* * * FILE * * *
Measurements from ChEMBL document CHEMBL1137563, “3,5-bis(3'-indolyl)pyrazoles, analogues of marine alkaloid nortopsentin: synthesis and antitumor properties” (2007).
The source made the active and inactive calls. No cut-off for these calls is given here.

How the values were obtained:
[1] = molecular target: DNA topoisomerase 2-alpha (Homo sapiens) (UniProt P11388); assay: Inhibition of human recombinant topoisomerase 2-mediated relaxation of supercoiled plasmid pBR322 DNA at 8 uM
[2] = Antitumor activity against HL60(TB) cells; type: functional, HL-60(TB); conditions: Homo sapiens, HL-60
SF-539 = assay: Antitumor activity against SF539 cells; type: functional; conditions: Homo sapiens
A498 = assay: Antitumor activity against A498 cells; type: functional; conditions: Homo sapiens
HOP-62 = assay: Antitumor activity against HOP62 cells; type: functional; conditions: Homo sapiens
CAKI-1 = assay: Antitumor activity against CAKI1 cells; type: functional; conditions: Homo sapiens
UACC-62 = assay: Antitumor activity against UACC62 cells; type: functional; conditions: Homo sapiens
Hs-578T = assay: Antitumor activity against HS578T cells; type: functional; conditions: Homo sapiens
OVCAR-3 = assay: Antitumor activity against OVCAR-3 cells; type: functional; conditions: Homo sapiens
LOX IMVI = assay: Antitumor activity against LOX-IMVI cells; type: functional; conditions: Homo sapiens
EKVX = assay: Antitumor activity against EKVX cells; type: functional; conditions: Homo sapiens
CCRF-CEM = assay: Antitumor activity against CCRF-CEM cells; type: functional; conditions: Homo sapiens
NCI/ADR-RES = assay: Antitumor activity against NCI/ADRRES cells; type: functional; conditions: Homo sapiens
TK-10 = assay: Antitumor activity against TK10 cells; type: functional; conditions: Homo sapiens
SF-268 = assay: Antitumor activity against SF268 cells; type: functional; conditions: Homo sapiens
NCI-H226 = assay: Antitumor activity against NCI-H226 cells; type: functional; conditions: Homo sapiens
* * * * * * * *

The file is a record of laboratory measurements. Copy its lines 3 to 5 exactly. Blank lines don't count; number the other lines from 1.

How the values were obtained:
[1] = molecular target: DNA topoisomerase 2-alpha (Homo sapiens) (UniProt P11388); assay: Inhibition of human recombinant topoisomerase 2-mediated relaxation of supercoiled plasmid pBR322 DNA at 8 uM
[2] = Antitumor activity against HL60(TB) cells; type: functional, HL-60(TB); conditions: Homo sapiens, HL-60